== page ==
The pay cheques of FTSE 100 company chief executives have taken a hit this year, as executive rewards were curbed during the pandemic.
The median total remuneration for CEOs at FTSE 100 firms fell nine per cent in 2021 to £2.9m, a report by PwC has found.
Meanwhile nearly a third of chief executives – twice that of last year – didn’t receive a bonus because they did not meet their target or because the bonus was cancelled altogether.
The news comes a week after the Investment Association (IA), whose members collectively manage £9.4trn, penned a letter to the remuneration committee chairs of FTSE-350 companies, urging them to exercise caution on executives’ rewards, Sky News reported.
The group also said that environmental, social and governance (ESG) risks should play a stronger role in determining renumeration packages for executives, something PwC said was increasingly being incorporated into pay policies, according to a separate study.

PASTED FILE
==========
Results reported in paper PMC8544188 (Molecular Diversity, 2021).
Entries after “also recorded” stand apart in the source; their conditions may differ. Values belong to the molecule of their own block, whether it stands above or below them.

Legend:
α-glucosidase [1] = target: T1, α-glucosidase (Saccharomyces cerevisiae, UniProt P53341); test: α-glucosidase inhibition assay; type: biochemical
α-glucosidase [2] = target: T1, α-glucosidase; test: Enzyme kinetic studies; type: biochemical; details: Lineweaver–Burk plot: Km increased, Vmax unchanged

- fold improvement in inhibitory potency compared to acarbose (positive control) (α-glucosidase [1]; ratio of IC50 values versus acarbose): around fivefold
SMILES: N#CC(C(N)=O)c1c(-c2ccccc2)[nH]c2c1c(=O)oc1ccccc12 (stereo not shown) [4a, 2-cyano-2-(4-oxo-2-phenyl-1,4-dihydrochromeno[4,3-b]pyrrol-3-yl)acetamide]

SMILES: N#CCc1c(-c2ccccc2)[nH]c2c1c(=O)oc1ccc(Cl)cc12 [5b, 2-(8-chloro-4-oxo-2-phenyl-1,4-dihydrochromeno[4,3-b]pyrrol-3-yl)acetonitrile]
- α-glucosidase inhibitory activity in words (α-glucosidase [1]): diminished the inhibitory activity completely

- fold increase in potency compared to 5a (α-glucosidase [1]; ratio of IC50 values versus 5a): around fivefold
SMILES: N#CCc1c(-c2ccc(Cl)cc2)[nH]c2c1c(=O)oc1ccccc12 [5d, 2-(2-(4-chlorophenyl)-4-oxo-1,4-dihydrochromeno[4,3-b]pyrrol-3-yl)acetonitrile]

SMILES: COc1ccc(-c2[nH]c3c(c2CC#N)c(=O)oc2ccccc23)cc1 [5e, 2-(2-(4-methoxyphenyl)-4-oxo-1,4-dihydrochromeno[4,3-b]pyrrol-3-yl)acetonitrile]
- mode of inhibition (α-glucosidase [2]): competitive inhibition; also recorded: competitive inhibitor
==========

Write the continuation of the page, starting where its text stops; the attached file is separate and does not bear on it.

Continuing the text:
Earlier this month FTSE 250 home furnishings retailer Dunelm came under pressure over an “excessive” £4m pay package for its chief exec after influential shareholder advisor Pensions & Investment Research Consultants (Pirc) urged investors to vote against the firm’s pay plans at its AGM.
Almost half of the executives, at 45 per cent, also faced a salary freeze last year – though this represented a slight reduction compared to the year prior.
“We expect to see much of the same restraint and scrutiny where pay outcomes do not appropriately reflect the broader stakeholder experience or ESG expectations,” Phillippa O’Connor, reward and employment leader at PwC UK reportedly said.
“With more shareholder rebellions being recorded than in previous years, companies would do well to consider what actions they can take now to secure agreement, meet the expectations set and prepare for the new reporting regulations around their net zero plans.”
According to the report, shareholder support for renumeration packages fell in the 2021 AGM season with both the Institutional Shareholder Services (ISS) and Investment Association (IA) being more critical of pay resolutions.